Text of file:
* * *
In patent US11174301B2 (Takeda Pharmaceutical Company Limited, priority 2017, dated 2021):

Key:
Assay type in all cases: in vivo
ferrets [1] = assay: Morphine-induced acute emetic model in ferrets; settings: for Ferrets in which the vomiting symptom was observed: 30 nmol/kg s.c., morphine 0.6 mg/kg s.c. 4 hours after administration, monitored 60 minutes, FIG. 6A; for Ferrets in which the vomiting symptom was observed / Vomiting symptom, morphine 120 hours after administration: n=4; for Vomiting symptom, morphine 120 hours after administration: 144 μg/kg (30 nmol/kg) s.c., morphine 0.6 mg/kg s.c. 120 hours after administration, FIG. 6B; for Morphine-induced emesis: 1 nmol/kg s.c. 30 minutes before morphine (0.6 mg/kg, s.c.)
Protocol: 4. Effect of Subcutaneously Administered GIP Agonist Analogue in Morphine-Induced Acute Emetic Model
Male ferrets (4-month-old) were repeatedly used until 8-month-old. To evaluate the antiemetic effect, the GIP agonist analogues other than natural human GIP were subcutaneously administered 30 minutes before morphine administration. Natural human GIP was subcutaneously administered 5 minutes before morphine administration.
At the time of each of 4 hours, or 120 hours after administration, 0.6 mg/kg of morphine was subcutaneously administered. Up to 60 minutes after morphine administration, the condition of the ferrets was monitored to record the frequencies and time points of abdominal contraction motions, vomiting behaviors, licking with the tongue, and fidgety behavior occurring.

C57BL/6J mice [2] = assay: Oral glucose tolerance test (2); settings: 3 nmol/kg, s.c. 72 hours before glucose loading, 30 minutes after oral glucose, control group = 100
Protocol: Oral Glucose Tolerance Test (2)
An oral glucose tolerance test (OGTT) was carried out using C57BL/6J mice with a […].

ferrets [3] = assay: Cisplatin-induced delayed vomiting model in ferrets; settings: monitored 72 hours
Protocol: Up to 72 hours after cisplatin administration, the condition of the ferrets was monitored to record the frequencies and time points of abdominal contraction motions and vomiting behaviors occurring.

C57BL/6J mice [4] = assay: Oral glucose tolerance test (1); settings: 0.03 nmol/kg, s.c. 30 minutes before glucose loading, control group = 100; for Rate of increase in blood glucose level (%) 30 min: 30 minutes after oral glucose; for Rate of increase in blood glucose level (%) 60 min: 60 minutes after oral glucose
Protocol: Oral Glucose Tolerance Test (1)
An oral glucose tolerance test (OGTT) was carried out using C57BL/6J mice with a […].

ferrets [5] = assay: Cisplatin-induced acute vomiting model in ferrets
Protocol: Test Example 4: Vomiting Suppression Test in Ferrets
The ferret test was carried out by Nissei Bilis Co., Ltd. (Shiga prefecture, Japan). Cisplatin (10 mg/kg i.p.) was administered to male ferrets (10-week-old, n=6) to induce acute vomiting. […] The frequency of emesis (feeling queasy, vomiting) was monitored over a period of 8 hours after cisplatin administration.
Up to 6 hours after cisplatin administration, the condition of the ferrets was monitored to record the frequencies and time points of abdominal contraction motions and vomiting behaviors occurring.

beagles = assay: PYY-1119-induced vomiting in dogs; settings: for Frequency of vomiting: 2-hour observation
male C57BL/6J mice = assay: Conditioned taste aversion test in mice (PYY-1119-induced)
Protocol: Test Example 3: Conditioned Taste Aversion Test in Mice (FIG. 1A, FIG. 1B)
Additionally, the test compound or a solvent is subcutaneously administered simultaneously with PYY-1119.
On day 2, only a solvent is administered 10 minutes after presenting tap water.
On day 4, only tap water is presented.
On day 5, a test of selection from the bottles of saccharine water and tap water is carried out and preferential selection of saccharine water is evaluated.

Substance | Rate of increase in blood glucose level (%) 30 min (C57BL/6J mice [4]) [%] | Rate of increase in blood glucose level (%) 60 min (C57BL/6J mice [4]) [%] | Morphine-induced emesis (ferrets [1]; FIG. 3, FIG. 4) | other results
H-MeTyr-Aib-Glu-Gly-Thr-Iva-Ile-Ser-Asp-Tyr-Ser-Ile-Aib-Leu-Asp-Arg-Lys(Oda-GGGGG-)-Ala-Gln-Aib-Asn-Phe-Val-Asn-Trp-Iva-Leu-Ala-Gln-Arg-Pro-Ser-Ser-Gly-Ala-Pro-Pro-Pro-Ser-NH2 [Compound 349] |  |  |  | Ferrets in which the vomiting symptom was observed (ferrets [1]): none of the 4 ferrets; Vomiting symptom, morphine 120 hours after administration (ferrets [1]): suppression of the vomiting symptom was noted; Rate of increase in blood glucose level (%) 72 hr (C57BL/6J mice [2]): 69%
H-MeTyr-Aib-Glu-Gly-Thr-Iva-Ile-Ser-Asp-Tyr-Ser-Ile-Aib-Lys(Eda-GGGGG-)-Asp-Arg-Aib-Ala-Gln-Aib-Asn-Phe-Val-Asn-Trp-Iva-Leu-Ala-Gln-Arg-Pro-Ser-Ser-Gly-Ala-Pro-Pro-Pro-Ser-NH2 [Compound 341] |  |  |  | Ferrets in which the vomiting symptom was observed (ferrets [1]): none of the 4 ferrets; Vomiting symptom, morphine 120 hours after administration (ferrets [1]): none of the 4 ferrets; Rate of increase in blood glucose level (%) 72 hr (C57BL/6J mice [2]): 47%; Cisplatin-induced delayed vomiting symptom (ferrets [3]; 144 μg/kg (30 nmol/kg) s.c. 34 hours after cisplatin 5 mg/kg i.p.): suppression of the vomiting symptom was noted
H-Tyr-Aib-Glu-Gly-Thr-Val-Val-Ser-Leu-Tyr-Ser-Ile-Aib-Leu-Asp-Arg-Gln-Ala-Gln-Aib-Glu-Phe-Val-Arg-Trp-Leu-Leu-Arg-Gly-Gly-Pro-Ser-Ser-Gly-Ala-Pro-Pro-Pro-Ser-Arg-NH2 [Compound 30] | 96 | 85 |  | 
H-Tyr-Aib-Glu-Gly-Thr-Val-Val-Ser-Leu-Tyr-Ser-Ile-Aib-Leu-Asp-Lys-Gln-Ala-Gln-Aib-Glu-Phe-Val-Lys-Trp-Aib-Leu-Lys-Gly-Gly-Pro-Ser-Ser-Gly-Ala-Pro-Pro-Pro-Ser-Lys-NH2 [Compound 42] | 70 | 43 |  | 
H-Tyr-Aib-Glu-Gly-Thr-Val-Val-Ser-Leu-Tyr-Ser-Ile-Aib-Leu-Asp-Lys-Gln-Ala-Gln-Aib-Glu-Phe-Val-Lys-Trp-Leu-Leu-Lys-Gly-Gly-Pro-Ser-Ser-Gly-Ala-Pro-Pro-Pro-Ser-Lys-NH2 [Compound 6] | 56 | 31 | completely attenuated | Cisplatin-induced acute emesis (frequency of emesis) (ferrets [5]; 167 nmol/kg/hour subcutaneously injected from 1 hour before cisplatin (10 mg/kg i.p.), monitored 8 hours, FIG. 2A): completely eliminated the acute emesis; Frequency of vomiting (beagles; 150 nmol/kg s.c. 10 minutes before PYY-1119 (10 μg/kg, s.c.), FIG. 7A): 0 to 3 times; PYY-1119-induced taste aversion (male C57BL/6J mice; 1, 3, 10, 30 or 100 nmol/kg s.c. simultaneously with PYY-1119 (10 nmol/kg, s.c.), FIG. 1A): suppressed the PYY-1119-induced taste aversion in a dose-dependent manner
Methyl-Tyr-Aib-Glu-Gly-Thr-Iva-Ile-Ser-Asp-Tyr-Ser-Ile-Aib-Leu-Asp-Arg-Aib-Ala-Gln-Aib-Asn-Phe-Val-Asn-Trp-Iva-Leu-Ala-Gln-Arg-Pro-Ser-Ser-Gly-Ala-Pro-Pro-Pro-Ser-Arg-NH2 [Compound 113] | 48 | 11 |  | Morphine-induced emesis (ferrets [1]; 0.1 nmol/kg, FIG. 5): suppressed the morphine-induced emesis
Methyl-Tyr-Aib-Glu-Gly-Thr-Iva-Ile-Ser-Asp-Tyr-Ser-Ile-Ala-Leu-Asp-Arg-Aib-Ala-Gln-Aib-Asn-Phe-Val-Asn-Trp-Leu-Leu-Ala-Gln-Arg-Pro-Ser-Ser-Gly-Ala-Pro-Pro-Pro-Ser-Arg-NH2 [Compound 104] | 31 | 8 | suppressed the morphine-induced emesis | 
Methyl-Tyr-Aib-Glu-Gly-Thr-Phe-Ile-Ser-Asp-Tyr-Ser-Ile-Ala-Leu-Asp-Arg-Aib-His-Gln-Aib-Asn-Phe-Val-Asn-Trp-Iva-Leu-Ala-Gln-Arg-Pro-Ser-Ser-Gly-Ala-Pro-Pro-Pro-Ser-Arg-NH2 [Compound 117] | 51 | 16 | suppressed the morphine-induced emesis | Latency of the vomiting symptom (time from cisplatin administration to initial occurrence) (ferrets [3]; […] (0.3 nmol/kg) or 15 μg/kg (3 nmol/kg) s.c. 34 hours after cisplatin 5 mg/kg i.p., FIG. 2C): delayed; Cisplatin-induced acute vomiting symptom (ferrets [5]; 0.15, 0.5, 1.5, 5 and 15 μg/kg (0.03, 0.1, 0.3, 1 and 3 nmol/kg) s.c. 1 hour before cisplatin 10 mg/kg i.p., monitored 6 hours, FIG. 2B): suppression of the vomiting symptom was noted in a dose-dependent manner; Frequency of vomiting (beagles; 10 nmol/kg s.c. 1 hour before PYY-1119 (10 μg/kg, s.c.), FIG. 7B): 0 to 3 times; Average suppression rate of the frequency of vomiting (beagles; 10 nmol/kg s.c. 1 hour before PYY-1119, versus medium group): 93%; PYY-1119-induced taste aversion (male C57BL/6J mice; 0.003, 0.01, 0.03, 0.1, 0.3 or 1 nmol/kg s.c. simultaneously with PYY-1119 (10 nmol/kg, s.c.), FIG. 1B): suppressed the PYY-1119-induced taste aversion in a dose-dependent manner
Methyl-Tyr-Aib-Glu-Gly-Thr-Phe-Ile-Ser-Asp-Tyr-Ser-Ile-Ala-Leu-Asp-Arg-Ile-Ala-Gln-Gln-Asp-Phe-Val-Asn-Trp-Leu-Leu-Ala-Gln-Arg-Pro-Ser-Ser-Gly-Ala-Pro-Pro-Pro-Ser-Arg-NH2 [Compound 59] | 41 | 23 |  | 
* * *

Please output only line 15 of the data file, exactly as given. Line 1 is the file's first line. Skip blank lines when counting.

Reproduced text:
An oral glucose tolerance test (OGTT) was carried out using C57BL/6J mice with a […].